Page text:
Stern: Despite complaints, new ball is here to stay

NEW YORK -- David Stern expected complaints, and he got
plenty of them.

His response: The new ball is staying.

The NBA commissioner said Monday the league is sticking with its
new ball and is convinced it's a better product despite concerns
from a number of players.

That was a much stronger answer than he gave recently when he
was in Europe for a series of exhibition games between NBA and
international teams. Stern said then he would continue to monitor
the situation and test the ball some more. That seemed to leave
open the possibility the new ball would be bounced.

"We've been testing it and retesting it," Stern said. "And I
think that some of the dramatics around it were a little overstated
in terms of the downside and not enough recognition of the

The upside to Stern is that all the new balls, made of a
microfiber composite, feel exactly alike. No two leather balls were
the same. Stern said it was customary for referees to go through a
rack of balls to select the best one before each game.

Still, some players preferred it that way. Some have said the
new ball is too sticky when it's dry; others claim it's too
slippery when wet.

Shaquille O'Neal and Steve Nash are among those wary. O'Neal has
said the new ball "feels like one of those cheap balls that you
buy at the toy store -- indoor-outdoor balls."

"Within certain parameters of the way you want a ball to
perform again and again and again, it is performing extraordinarily
well," Stern said. "It doesn't mean it feels the same; it may not
even bounce exactly the same. It may do all the things that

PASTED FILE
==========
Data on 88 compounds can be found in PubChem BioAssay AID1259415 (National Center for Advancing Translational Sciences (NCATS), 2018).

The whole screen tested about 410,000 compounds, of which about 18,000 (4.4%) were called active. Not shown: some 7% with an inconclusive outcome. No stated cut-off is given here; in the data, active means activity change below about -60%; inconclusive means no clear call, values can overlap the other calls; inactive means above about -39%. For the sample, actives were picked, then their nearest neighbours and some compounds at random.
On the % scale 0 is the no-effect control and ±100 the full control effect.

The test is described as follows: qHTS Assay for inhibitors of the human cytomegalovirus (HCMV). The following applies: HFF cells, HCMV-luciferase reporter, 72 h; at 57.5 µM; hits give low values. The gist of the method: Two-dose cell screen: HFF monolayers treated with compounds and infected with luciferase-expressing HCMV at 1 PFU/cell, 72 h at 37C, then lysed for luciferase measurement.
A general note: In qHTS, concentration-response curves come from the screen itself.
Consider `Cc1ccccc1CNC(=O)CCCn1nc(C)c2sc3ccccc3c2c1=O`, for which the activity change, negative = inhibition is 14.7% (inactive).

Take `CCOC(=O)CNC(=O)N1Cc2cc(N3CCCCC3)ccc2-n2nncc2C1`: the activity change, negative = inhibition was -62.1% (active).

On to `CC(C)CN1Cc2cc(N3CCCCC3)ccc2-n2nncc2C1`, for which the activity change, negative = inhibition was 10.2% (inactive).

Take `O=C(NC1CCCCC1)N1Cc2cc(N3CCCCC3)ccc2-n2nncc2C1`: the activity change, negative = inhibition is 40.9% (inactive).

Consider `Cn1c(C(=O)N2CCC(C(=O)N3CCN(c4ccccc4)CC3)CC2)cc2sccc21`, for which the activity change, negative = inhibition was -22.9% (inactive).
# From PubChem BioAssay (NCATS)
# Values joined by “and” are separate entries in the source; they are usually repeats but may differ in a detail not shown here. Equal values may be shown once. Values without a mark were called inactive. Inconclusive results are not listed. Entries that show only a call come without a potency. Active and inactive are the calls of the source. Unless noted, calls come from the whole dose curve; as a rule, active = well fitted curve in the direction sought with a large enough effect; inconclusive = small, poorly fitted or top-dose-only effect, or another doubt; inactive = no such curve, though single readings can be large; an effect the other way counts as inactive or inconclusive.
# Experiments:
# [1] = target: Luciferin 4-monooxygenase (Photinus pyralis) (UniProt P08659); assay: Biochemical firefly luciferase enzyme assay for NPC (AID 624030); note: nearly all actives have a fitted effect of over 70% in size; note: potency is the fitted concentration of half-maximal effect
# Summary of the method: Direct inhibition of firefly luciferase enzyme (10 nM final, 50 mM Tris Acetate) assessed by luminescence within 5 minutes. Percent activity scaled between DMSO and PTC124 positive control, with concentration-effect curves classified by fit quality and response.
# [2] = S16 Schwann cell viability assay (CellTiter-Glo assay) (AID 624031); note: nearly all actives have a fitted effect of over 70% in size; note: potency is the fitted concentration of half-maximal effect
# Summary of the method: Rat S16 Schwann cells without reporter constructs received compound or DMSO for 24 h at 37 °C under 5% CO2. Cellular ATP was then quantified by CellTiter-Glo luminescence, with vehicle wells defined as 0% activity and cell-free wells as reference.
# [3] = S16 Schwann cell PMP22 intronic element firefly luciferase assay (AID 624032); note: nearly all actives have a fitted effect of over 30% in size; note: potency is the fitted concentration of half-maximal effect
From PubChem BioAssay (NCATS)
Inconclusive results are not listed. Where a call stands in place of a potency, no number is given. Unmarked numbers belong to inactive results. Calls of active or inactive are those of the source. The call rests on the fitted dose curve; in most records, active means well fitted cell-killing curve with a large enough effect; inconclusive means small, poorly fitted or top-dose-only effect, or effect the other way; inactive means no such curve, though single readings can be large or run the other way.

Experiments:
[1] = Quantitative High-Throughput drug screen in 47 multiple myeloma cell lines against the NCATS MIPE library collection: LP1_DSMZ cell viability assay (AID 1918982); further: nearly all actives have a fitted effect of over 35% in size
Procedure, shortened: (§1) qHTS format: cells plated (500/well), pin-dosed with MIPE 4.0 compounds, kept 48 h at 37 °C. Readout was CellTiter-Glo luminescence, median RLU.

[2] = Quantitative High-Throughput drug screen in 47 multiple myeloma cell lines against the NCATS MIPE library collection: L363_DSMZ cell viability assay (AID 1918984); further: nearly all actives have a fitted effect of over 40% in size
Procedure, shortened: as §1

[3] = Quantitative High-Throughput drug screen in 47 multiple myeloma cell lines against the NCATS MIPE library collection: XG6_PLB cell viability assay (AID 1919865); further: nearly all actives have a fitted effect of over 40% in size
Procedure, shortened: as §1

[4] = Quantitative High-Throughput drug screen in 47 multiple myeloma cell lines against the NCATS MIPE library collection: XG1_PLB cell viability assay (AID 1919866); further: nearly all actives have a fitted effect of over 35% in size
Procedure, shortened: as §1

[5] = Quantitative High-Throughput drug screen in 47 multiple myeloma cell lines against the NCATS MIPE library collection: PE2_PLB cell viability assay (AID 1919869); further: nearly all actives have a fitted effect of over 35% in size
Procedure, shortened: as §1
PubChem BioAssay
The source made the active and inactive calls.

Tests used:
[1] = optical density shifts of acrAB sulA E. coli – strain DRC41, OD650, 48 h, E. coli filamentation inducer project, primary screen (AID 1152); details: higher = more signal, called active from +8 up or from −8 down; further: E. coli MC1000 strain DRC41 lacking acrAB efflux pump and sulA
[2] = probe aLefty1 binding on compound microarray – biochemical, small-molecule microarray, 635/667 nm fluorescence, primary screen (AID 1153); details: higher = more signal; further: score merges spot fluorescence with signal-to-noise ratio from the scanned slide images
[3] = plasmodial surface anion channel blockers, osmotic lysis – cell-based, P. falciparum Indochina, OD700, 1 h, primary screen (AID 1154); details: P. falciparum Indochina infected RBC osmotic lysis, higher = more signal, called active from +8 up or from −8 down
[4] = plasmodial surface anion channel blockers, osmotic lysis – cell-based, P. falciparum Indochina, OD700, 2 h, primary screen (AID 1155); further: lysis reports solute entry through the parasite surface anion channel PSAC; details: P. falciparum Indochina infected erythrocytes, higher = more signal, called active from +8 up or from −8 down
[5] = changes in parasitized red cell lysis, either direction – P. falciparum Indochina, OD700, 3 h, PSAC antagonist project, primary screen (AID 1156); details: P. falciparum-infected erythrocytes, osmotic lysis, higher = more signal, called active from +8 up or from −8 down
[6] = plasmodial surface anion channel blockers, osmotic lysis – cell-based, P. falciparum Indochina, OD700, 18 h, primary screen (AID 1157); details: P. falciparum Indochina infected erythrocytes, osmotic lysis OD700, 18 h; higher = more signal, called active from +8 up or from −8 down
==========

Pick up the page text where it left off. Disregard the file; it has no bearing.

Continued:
everyone says it may or may not do, but it's a very good ball and
the tests continue to demonstrate that it's an improvement."

Stern was speaking at the NBA Store, where the league announced
a partnership with the personal computer company Lenovo. But once
that was done, it was back to what has been perhaps the biggest
headache the commissioner has faced this preseason.

NBA officials have stressed that most players grew up playing
with the microfiber composite, but they may have underestimated the
preference players have for leather. That's even after Stern said
Spalding wanted to make the change more than a year ago.

"We said no," Stern said. "We want to go back and do more
tests and confirm to us that this move will be pain free -- which,
of course, it hasn't been."

Stern said he has handled the new ball and doesn't agree with
the complaints that it bounces differently from the old one.

"It may behave somewhat differently in some circumstance or
another ... but I will say that whichever ball you take out of the
box, it's going to behave in that way consistently," he said.
"Every leather ball behaves differently."

"That's the trade-off we're making," he added. "And we think
it's going to make a great improvement."